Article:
Pastors of souls must therefore realize that, when the liturgy is celebrated, something more is required than the mere observation of the laws governing valid and licit celebration; it is their duty also to ensure that the faithful take part fully aware of what they are doing, actively engaged in the rite (Vatican Council II, SC 11).
A ritual is more than a series of rubrics to assure the correct execution of a religious act. It is rather a configuration of signs and actions that give expression to the faith of a community. During community prayer, religious experience is expressed by symbols: chant, dance, meal, prayer, salutation, gesture, posture, washing, touching, anointing. These symbols are normally accompanied by spoken words. Ritual uses also art, musical instruments, sacred vessels, things of nature, incense, light, darkness, etc. The symbols come from the history of the community and its contemporary experience. In fact, it is the sensibility of the assembled community that discerns appropriate symbols because they communicate the message of communal faith. Hence, ritual lives and speaks. What’s more, Christian ritual causes what it signifies. To participate passively in ritual is an abnormality.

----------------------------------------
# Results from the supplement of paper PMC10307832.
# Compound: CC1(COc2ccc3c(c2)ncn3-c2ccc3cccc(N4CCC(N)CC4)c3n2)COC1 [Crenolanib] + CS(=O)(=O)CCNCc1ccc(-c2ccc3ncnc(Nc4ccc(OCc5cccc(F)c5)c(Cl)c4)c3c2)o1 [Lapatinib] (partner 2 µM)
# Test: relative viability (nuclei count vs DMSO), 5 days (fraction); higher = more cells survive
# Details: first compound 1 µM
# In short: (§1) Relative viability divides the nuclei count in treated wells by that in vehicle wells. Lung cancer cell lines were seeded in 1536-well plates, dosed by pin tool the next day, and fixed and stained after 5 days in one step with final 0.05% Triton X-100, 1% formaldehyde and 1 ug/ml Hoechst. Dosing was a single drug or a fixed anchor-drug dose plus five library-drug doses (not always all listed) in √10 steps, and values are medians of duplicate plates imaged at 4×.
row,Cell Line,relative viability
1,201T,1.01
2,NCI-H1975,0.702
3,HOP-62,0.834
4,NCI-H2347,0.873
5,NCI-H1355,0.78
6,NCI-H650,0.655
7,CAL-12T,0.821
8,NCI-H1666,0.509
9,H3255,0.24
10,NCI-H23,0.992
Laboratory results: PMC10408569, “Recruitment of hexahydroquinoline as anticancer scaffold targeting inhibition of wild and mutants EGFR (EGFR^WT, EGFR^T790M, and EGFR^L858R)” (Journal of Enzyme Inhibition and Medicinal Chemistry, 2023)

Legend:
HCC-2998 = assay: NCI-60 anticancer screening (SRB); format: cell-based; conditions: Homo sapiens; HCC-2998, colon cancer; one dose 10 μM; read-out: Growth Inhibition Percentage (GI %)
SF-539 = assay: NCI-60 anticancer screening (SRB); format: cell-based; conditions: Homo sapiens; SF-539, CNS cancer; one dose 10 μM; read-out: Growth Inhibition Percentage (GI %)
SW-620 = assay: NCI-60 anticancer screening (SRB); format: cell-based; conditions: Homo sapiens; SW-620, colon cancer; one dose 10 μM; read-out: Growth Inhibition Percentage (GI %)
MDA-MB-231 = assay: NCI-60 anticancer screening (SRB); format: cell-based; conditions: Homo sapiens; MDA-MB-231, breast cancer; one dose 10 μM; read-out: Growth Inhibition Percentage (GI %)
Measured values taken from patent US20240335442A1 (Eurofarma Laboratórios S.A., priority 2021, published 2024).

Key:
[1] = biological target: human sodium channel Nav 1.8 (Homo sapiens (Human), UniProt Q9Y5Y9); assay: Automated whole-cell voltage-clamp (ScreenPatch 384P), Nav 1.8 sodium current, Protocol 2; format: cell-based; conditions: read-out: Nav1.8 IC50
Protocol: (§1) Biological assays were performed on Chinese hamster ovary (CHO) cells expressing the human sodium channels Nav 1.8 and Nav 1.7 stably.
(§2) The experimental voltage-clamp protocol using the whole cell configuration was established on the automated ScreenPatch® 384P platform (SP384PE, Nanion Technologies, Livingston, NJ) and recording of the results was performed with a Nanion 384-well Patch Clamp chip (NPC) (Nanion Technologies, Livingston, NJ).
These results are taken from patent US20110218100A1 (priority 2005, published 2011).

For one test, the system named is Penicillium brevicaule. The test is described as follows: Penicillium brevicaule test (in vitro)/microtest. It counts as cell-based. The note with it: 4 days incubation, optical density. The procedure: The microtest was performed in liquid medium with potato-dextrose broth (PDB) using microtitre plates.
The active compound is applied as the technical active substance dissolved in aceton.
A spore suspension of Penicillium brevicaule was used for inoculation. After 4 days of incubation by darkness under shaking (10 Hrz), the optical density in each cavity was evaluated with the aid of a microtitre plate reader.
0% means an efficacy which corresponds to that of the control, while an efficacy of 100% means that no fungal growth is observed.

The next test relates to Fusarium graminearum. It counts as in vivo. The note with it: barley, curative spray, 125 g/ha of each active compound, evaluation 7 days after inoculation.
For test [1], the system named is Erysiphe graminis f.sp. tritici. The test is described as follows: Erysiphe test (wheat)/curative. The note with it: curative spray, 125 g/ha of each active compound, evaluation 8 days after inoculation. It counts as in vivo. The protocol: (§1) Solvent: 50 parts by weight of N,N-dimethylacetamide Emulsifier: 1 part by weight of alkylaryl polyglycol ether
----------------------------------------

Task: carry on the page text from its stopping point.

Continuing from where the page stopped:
Being a fool starts by becoming deaf. (Mongo)